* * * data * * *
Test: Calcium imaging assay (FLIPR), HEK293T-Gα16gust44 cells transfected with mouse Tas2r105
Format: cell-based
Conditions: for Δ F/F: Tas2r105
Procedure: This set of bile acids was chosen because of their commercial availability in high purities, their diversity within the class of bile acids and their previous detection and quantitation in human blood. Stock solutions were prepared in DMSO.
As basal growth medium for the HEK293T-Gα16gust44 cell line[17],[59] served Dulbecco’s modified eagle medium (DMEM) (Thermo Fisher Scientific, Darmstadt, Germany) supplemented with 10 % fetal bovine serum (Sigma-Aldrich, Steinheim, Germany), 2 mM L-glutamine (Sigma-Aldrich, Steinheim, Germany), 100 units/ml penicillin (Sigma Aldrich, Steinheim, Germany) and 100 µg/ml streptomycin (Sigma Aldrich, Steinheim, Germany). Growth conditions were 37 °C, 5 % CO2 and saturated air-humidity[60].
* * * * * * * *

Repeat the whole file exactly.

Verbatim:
Test: Calcium imaging assay (FLIPR), HEK293T-Gα16gust44 cells transfected with mouse Tas2r105
Format: cell-based
Conditions: for Δ F/F: Tas2r105
Procedure: This set of bile acids was chosen because of their commercial availability in high purities, their diversity within the class of bile acids and their previous detection and quantitation in human blood. Stock solutions were prepared in DMSO.
As basal growth medium for the HEK293T-Gα16gust44 cell line[17],[59] served Dulbecco’s modified eagle medium (DMEM) (Thermo Fisher Scientific, Darmstadt, Germany) supplemented with 10 % fetal bovine serum (Sigma-Aldrich, Steinheim, Germany), 2 mM L-glutamine (Sigma-Aldrich, Steinheim, Germany), 100 units/ml penicillin (Sigma Aldrich, Steinheim, Germany) and 100 µg/ml streptomycin (Sigma Aldrich, Steinheim, Germany). Growth conditions were 37 °C, 5 % CO2 and saturated air-humidity[60].